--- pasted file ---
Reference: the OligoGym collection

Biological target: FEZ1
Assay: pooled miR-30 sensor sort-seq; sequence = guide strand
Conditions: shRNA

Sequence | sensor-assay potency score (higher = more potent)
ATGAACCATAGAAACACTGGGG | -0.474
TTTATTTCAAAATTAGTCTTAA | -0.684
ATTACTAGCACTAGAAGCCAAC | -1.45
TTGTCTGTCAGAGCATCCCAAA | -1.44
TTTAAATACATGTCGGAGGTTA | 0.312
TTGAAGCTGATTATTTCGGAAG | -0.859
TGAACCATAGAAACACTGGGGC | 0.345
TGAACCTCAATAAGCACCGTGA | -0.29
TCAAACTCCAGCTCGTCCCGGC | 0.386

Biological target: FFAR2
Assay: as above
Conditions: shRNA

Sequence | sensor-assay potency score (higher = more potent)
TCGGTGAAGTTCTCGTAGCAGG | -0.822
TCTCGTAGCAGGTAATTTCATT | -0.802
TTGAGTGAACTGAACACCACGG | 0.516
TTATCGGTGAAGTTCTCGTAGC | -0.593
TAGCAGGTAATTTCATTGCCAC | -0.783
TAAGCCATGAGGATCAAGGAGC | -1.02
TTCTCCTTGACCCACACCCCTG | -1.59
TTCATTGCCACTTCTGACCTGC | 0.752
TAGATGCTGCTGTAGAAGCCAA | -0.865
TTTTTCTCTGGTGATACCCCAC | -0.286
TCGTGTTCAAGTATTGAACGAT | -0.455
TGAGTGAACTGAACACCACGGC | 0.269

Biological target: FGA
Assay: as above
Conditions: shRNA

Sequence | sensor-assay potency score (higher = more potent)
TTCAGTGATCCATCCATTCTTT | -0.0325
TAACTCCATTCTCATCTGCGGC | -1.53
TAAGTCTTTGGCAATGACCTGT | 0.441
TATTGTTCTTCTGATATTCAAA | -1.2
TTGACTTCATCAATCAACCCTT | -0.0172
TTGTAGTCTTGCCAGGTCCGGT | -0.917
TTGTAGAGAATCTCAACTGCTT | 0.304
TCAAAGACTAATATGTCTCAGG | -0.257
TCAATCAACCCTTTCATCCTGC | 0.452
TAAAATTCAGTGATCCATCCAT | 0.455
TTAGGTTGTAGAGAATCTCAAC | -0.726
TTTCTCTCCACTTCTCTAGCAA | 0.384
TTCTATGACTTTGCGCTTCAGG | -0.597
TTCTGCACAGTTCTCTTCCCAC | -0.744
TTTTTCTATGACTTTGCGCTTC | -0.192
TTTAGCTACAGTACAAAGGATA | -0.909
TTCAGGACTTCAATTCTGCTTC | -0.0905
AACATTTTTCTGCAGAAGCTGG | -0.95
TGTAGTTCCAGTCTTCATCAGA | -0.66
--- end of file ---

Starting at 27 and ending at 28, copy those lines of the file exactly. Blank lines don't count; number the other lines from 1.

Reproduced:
TAGATGCTGCTGTAGAAGCCAA | -0.865
TTTTTCTCTGGTGATACCCCAC | -0.286